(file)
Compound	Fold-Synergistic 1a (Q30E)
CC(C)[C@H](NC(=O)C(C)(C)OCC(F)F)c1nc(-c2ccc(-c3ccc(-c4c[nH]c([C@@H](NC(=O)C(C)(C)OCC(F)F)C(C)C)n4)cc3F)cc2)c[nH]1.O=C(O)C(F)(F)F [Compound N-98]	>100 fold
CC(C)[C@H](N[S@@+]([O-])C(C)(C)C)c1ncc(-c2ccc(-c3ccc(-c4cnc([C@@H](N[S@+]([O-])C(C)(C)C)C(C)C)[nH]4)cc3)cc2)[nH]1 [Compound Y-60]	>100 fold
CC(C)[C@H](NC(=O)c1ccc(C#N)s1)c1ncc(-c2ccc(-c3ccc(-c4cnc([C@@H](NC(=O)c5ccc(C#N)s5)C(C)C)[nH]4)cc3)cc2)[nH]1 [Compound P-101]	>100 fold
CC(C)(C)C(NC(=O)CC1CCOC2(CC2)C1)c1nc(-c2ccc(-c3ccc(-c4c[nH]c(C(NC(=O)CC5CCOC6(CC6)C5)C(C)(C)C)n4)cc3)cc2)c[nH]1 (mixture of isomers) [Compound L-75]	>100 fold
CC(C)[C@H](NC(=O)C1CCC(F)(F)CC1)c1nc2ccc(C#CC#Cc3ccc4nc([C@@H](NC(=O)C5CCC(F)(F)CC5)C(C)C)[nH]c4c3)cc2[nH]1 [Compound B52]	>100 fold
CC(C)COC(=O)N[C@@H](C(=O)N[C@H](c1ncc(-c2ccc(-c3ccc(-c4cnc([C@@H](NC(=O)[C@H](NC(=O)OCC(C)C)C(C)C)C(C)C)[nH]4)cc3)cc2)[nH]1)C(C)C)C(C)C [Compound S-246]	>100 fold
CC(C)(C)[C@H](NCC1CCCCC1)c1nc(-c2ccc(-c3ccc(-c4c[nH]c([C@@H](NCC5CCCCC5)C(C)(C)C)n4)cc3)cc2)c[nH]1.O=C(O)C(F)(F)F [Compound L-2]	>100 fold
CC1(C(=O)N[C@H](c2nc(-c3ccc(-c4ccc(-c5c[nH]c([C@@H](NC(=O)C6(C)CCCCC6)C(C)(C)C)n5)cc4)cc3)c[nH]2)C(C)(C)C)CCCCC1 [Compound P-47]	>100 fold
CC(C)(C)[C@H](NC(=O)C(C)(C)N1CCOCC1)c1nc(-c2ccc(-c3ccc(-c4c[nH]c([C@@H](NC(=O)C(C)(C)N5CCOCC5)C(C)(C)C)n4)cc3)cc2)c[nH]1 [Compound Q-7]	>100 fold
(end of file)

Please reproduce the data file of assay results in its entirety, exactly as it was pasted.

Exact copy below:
Compound	Fold-Synergistic 1a (Q30E)
CC(C)[C@H](NC(=O)C(C)(C)OCC(F)F)c1nc(-c2ccc(-c3ccc(-c4c[nH]c([C@@H](NC(=O)C(C)(C)OCC(F)F)C(C)C)n4)cc3F)cc2)c[nH]1.O=C(O)C(F)(F)F [Compound N-98]	>100 fold
CC(C)[C@H](N[S@@+]([O-])C(C)(C)C)c1ncc(-c2ccc(-c3ccc(-c4cnc([C@@H](N[S@+]([O-])C(C)(C)C)C(C)C)[nH]4)cc3)cc2)[nH]1 [Compound Y-60]	>100 fold
CC(C)[C@H](NC(=O)c1ccc(C#N)s1)c1ncc(-c2ccc(-c3ccc(-c4cnc([C@@H](NC(=O)c5ccc(C#N)s5)C(C)C)[nH]4)cc3)cc2)[nH]1 [Compound P-101]	>100 fold
CC(C)(C)C(NC(=O)CC1CCOC2(CC2)C1)c1nc(-c2ccc(-c3ccc(-c4c[nH]c(C(NC(=O)CC5CCOC6(CC6)C5)C(C)(C)C)n4)cc3)cc2)c[nH]1 (mixture of isomers) [Compound L-75]	>100 fold
CC(C)[C@H](NC(=O)C1CCC(F)(F)CC1)c1nc2ccc(C#CC#Cc3ccc4nc([C@@H](NC(=O)C5CCC(F)(F)CC5)C(C)C)[nH]c4c3)cc2[nH]1 [Compound B52]	>100 fold
CC(C)COC(=O)N[C@@H](C(=O)N[C@H](c1ncc(-c2ccc(-c3ccc(-c4cnc([C@@H](NC(=O)[C@H](NC(=O)OCC(C)C)C(C)C)C(C)C)[nH]4)cc3)cc2)[nH]1)C(C)C)C(C)C [Compound S-246]	>100 fold
CC(C)(C)[C@H](NCC1CCCCC1)c1nc(-c2ccc(-c3ccc(-c4c[nH]c([C@@H](NCC5CCCCC5)C(C)(C)C)n4)cc3)cc2)c[nH]1.O=C(O)C(F)(F)F [Compound L-2]	>100 fold
CC1(C(=O)N[C@H](c2nc(-c3ccc(-c4ccc(-c5c[nH]c([C@@H](NC(=O)C6(C)CCCCC6)C(C)(C)C)n5)cc4)cc3)c[nH]2)C(C)(C)C)CCCCC1 [Compound P-47]	>100 fold
CC(C)(C)[C@H](NC(=O)C(C)(C)N1CCOCC1)c1nc(-c2ccc(-c3ccc(-c4c[nH]c([C@@H](NC(=O)C(C)(C)N5CCOCC5)C(C)(C)C)n4)cc3)cc2)c[nH]1 [Compound Q-7]	>100 fold